Caring for the Course: Why It Matters
International Junior Golf Tour (IJGT) players are certainly not the only golfers that are asked to care for the course. Nearly every tour, junior and professional alike, requires players to repair ball marks, rake bunkers, fix divots and be aware of their surroundings and respectful of the course. While it may seem tedious and insignificant, caring for the course absolutely matters.
The IJGT plays on some of the most prestigious courses in the nation. Courses give up days full of tee times to let our juniors compete. One thing that courses worry about when they allow tour events is how their course will fair during the two-day event with up to 100 players hitting around 72-80 shots each day. Caring for the course shows Superintendents, Members, and Course Staff a level of professionalism and consideration that encourages them to invite the IJGT back year after year.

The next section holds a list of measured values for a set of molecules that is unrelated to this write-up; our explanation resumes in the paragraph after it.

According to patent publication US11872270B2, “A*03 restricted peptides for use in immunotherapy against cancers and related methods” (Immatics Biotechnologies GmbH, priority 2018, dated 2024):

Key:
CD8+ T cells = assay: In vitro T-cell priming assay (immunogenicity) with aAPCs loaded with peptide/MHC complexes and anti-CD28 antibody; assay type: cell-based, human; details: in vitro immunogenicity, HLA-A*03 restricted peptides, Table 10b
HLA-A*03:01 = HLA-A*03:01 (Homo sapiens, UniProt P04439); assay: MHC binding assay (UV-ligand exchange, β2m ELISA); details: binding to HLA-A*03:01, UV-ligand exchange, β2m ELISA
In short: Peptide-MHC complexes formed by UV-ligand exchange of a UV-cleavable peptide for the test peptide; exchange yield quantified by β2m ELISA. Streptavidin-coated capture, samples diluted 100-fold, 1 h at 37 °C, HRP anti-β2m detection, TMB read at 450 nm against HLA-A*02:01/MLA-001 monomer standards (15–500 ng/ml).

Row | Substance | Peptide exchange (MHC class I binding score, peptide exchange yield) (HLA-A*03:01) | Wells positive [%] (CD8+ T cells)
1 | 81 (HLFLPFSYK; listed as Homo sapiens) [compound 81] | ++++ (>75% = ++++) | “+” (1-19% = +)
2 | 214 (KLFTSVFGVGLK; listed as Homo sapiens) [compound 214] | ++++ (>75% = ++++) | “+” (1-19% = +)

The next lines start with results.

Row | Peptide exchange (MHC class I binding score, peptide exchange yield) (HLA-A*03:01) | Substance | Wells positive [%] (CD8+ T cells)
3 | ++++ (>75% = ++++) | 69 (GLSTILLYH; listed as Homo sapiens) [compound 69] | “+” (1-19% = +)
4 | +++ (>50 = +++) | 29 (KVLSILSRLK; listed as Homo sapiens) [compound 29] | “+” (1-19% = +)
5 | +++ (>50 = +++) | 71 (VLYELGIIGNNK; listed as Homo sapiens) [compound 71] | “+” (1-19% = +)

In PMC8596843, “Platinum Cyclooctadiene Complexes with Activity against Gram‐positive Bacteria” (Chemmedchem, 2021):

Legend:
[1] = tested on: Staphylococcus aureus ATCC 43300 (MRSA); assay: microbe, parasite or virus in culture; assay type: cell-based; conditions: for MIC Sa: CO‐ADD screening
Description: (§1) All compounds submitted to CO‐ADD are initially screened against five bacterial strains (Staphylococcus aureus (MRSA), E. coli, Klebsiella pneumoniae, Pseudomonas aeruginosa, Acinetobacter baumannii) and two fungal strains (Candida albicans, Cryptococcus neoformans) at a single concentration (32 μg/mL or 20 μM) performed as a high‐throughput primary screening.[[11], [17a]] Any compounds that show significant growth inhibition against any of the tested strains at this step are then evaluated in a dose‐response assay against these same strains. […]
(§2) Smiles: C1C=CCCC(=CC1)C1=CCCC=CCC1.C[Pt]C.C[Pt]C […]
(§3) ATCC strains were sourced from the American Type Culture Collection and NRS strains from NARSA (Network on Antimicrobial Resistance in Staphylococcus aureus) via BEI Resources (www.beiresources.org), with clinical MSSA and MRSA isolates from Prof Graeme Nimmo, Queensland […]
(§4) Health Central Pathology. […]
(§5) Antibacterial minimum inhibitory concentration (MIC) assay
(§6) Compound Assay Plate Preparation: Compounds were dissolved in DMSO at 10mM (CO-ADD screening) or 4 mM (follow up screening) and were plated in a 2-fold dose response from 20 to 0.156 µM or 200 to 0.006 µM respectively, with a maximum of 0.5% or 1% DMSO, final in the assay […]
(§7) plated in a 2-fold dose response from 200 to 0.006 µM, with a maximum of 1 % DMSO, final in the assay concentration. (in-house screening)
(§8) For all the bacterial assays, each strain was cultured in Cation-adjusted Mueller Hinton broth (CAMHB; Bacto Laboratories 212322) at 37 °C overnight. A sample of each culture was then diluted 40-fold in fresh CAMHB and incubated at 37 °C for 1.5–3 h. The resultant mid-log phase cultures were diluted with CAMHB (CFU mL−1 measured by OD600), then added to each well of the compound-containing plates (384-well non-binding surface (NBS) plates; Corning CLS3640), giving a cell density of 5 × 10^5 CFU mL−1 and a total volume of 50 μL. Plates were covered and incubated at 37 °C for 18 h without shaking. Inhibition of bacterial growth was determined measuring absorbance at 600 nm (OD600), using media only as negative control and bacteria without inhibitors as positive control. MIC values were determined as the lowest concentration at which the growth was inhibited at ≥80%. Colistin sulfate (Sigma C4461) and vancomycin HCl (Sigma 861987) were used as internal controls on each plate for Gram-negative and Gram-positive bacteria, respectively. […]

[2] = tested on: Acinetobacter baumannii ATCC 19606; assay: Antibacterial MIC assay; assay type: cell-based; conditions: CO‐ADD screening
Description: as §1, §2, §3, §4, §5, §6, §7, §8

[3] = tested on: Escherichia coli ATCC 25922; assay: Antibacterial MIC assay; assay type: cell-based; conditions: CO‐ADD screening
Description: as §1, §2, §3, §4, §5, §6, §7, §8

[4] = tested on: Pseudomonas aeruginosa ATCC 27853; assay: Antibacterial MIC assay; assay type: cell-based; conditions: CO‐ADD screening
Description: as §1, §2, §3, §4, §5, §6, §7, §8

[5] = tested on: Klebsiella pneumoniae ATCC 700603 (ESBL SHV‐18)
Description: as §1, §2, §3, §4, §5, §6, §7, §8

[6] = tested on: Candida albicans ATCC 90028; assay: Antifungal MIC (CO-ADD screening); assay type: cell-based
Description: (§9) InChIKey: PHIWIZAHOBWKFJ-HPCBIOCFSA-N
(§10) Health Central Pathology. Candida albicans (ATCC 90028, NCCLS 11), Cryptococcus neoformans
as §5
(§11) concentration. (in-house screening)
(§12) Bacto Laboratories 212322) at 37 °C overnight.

Fixing ball marks, throwing away trash, raking bunkers and repairing divots properly is also a direct reflection of a player. Each day maintenance crews wake up early and put effort into making the course challenging as well as beautiful. Choosing to walk away after taking a divot shows disrespect for that hard work. Make sure that you stop and fill divots with sand or replace divots based on the type of turf at the course and the course’s preference. This goes for the driving range as well. College coaches on site take note of these behaviors and take them into consideration during the recruiting process.
Lastly, imagine hitting a perfect tee shot that lands in the middle of the fairway, that lands into a divot. If players do not take time to care for the course, this would happen more often than not. Make sure to always take the time to care for the course at IJGT events and practice rounds. It pays off in the long run.